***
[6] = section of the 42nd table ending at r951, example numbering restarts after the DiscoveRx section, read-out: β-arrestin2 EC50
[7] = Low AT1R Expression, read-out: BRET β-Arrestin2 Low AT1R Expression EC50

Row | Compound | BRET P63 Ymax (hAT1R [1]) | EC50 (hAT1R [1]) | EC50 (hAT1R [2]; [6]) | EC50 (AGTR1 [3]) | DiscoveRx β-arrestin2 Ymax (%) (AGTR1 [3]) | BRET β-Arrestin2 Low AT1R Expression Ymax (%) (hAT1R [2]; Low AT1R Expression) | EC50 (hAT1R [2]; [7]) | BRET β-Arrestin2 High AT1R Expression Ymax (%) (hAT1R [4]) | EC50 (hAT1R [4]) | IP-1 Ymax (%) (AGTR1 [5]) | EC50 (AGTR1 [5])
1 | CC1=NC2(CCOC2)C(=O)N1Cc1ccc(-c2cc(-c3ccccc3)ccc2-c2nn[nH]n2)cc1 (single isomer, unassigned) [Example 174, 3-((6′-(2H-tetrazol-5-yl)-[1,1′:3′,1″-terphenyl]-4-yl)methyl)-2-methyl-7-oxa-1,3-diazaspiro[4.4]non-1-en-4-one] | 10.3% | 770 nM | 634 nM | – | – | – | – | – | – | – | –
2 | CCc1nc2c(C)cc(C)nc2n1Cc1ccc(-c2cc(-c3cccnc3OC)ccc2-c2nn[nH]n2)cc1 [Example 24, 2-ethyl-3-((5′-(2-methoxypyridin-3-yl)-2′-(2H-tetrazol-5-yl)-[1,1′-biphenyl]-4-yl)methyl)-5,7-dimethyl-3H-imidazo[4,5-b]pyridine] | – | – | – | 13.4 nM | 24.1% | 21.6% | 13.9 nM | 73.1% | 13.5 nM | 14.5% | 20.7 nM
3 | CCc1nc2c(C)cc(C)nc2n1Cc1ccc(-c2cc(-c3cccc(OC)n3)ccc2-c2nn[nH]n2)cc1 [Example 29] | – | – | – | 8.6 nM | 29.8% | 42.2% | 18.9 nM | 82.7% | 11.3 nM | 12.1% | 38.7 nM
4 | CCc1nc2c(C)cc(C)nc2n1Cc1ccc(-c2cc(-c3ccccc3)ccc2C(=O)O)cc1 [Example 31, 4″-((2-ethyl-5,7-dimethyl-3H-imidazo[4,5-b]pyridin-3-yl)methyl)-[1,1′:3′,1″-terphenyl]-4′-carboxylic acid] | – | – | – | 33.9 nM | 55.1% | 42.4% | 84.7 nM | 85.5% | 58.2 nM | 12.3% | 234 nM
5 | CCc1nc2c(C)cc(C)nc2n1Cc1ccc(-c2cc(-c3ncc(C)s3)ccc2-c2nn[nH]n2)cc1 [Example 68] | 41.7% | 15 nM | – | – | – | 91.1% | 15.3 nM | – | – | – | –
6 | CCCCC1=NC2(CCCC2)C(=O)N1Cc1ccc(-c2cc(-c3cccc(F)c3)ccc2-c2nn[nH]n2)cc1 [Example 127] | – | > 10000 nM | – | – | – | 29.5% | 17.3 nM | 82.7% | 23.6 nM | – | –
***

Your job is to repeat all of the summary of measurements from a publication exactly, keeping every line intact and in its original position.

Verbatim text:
[6] = section of the 42nd table ending at r951, example numbering restarts after the DiscoveRx section, read-out: β-arrestin2 EC50
[7] = Low AT1R Expression, read-out: BRET β-Arrestin2 Low AT1R Expression EC50

Row | Compound | BRET P63 Ymax (hAT1R [1]) | EC50 (hAT1R [1]) | EC50 (hAT1R [2]; [6]) | EC50 (AGTR1 [3]) | DiscoveRx β-arrestin2 Ymax (%) (AGTR1 [3]) | BRET β-Arrestin2 Low AT1R Expression Ymax (%) (hAT1R [2]; Low AT1R Expression) | EC50 (hAT1R [2]; [7]) | BRET β-Arrestin2 High AT1R Expression Ymax (%) (hAT1R [4]) | EC50 (hAT1R [4]) | IP-1 Ymax (%) (AGTR1 [5]) | EC50 (AGTR1 [5])
1 | CC1=NC2(CCOC2)C(=O)N1Cc1ccc(-c2cc(-c3ccccc3)ccc2-c2nn[nH]n2)cc1 (single isomer, unassigned) [Example 174, 3-((6′-(2H-tetrazol-5-yl)-[1,1′:3′,1″-terphenyl]-4-yl)methyl)-2-methyl-7-oxa-1,3-diazaspiro[4.4]non-1-en-4-one] | 10.3% | 770 nM | 634 nM | – | – | – | – | – | – | – | –
2 | CCc1nc2c(C)cc(C)nc2n1Cc1ccc(-c2cc(-c3cccnc3OC)ccc2-c2nn[nH]n2)cc1 [Example 24, 2-ethyl-3-((5′-(2-methoxypyridin-3-yl)-2′-(2H-tetrazol-5-yl)-[1,1′-biphenyl]-4-yl)methyl)-5,7-dimethyl-3H-imidazo[4,5-b]pyridine] | – | – | – | 13.4 nM | 24.1% | 21.6% | 13.9 nM | 73.1% | 13.5 nM | 14.5% | 20.7 nM
3 | CCc1nc2c(C)cc(C)nc2n1Cc1ccc(-c2cc(-c3cccc(OC)n3)ccc2-c2nn[nH]n2)cc1 [Example 29] | – | – | – | 8.6 nM | 29.8% | 42.2% | 18.9 nM | 82.7% | 11.3 nM | 12.1% | 38.7 nM
4 | CCc1nc2c(C)cc(C)nc2n1Cc1ccc(-c2cc(-c3ccccc3)ccc2C(=O)O)cc1 [Example 31, 4″-((2-ethyl-5,7-dimethyl-3H-imidazo[4,5-b]pyridin-3-yl)methyl)-[1,1′:3′,1″-terphenyl]-4′-carboxylic acid] | – | – | – | 33.9 nM | 55.1% | 42.4% | 84.7 nM | 85.5% | 58.2 nM | 12.3% | 234 nM
5 | CCc1nc2c(C)cc(C)nc2n1Cc1ccc(-c2cc(-c3ncc(C)s3)ccc2-c2nn[nH]n2)cc1 [Example 68] | 41.7% | 15 nM | – | – | – | 91.1% | 15.3 nM | – | – | – | –
6 | CCCCC1=NC2(CCCC2)C(=O)N1Cc1ccc(-c2cc(-c3cccc(F)c3)ccc2-c2nn[nH]n2)cc1 [Example 127] | – | > 10000 nM | – | – | – | 29.5% | 17.3 nM | 82.7% | 23.6 nM | – | –